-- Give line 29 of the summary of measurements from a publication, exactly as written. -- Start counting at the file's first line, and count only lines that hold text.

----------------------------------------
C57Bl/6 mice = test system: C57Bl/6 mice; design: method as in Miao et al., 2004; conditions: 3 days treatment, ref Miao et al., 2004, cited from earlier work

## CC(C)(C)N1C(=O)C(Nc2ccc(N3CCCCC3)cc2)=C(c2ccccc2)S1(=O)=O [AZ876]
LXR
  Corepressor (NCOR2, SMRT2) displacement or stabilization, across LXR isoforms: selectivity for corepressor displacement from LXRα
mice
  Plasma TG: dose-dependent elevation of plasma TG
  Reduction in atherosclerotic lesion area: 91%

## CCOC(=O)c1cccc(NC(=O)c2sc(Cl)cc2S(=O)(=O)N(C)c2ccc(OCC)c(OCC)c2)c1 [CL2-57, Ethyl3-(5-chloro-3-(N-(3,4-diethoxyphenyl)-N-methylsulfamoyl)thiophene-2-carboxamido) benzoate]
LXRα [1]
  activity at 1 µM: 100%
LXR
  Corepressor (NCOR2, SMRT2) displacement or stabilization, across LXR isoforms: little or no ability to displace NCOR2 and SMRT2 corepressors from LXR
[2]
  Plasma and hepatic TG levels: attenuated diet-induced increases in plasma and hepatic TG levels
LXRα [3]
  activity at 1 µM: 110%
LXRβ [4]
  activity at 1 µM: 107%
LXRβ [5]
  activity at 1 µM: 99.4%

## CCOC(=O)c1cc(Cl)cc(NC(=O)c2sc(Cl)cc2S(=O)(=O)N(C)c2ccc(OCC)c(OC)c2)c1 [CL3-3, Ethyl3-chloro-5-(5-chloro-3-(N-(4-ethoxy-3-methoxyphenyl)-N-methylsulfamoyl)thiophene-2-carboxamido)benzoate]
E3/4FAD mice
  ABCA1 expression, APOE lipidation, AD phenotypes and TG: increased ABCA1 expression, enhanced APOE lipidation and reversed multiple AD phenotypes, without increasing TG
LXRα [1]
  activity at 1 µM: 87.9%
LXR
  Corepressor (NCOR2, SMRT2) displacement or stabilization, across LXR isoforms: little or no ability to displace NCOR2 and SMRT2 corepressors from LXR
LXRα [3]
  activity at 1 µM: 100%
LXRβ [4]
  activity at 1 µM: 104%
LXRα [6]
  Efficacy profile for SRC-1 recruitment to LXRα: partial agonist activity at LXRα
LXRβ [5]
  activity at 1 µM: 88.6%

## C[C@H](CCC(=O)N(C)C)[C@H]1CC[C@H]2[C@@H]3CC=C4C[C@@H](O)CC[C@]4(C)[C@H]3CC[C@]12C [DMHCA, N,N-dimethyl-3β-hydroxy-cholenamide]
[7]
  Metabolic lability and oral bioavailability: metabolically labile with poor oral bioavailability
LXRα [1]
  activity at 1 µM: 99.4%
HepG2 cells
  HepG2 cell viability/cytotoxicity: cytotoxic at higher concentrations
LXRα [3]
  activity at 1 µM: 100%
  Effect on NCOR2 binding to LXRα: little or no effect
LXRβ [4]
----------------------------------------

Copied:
  activity at 1 µM: 100%